A new book is due to come out about the daily rituals of creative writers and artists, which will no doubt recount the routines of Proust, Balzac and Beethoven with their excessive or over-pernickety consumption of coffee, the precise timings of Emmanuel Kant’s walks and the early morning habits of any number of scribblers or tunesmiths. Rituals, of course, are the same as routines but doused in the whiff of incense by dint of being performed by grander folk. Routines are rituals minus the sanctimoniouness.
I often consider whether I am a person of rituals/routines or not. Living alone, I believe I have more free time than most people and know how easy it is to lose yourself in an ocean of freedom. A few years ago when I was unhappily freelance I understood I need a structure of sorts, although last year when I worked full time I realized you can have too much. My happiness lies between the two. At weekends I need some shape; the Saturday morning cafe; the Saturday morning newspaper; scrambled eggs for lunch. All little rituals of mine own invention. But nothing ruins a weekend more than chocabloc rituals.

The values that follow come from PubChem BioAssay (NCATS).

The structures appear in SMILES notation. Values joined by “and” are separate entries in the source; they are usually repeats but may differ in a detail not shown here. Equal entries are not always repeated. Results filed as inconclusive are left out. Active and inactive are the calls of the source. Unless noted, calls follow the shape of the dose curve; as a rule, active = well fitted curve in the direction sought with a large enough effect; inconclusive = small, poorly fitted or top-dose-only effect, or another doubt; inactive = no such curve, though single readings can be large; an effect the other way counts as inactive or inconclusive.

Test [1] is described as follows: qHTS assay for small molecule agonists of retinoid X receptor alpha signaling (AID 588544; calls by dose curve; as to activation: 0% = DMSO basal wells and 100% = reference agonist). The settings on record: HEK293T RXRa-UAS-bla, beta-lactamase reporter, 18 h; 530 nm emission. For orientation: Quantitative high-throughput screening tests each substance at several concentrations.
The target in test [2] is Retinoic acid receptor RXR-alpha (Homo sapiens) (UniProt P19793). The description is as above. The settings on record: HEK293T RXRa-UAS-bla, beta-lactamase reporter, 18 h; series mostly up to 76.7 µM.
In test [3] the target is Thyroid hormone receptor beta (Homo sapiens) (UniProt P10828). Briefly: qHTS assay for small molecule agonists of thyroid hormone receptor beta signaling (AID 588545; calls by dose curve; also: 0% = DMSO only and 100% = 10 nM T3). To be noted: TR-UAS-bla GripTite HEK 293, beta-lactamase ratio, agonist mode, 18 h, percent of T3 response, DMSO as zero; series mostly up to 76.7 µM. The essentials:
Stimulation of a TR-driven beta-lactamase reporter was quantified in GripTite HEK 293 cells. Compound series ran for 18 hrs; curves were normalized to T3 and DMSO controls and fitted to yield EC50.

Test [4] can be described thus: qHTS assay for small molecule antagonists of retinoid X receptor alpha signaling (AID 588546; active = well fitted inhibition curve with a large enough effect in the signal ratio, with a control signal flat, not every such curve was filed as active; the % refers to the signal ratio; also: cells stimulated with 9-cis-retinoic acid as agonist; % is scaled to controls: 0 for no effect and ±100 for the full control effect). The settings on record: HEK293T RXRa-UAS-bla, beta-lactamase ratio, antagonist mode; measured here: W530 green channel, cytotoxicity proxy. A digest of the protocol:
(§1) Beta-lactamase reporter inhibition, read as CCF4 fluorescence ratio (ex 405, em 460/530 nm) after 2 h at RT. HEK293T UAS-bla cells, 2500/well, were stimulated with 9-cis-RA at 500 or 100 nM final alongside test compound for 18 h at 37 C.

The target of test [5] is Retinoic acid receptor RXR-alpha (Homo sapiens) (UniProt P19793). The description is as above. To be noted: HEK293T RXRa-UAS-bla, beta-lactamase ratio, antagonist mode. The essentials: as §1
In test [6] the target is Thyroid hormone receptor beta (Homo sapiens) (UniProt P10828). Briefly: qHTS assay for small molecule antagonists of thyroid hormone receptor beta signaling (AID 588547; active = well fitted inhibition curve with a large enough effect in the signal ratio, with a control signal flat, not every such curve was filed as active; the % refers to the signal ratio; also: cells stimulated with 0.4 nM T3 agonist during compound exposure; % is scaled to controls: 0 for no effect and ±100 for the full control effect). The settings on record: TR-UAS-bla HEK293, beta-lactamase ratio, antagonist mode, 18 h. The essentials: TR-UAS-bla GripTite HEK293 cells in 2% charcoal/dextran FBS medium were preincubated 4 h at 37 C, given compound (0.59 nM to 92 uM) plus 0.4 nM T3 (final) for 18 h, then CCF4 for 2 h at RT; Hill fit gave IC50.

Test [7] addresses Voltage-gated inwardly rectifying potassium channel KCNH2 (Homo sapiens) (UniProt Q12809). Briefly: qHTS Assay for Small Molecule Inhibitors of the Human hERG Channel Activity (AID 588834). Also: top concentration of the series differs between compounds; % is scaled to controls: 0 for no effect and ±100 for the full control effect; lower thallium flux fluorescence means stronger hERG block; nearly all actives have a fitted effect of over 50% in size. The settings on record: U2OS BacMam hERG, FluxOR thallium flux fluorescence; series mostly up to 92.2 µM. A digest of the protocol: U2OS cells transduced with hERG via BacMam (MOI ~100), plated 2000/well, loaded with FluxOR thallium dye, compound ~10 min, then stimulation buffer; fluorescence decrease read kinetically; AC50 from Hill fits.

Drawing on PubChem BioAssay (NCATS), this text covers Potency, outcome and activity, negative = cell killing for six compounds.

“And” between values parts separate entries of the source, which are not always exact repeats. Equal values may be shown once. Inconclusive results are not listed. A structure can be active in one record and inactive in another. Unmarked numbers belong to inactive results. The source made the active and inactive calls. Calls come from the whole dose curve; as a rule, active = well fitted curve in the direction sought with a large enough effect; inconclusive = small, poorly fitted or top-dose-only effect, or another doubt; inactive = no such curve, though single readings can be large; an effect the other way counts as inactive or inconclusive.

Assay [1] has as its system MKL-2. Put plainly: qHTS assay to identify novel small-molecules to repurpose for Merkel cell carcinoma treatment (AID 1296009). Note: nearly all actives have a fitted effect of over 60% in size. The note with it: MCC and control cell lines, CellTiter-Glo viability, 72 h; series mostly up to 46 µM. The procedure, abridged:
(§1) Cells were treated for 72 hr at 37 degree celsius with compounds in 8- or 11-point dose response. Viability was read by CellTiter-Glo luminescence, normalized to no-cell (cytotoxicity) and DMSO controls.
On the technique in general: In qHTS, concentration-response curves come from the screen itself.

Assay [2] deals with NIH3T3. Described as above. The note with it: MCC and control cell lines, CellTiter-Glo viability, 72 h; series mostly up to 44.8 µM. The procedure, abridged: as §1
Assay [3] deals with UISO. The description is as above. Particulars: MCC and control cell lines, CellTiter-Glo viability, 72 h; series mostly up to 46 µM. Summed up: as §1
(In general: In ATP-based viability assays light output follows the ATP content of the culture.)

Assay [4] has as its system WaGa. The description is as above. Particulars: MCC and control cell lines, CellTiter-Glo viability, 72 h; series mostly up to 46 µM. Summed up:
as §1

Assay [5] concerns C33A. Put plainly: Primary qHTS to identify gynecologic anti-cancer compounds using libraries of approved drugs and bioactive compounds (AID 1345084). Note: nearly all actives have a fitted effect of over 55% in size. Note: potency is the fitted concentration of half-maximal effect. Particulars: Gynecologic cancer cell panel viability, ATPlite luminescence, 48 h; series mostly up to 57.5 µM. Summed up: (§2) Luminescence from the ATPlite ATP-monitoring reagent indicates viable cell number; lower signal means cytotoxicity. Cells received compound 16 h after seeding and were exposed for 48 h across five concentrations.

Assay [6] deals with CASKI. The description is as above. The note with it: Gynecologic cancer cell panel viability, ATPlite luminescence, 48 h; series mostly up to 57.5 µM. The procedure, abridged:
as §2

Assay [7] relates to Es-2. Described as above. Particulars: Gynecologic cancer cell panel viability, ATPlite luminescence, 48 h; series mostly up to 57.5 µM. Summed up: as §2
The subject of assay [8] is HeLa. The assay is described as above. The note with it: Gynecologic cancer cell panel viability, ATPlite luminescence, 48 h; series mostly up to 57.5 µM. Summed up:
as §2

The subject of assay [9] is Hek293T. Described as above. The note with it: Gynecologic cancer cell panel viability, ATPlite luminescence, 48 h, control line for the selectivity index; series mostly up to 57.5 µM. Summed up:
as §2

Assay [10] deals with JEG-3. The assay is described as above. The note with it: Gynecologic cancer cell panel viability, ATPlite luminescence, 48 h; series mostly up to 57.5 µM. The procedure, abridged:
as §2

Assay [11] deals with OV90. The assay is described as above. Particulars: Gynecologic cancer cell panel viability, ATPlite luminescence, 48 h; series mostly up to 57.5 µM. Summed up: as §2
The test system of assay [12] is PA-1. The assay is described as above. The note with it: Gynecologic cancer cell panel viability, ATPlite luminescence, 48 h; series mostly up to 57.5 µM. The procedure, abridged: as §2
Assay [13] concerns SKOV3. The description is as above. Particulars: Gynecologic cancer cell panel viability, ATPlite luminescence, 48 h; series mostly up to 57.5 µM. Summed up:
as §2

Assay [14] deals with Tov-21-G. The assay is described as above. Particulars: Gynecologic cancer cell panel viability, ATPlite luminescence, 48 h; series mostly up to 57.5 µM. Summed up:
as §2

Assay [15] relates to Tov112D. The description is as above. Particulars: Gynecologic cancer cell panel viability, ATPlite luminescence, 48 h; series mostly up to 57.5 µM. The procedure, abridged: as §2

Parents have their rituals/routines set for them by the requirements of their kids. Sitting bedraggled watching an offspring spring off a bouncy castle, they invest in the child as much as Proust with his night shifts over pen and ink was investing in his novel. The lives of parents are locked into rituals/routines. My scrambled eggs are the best I’ve got.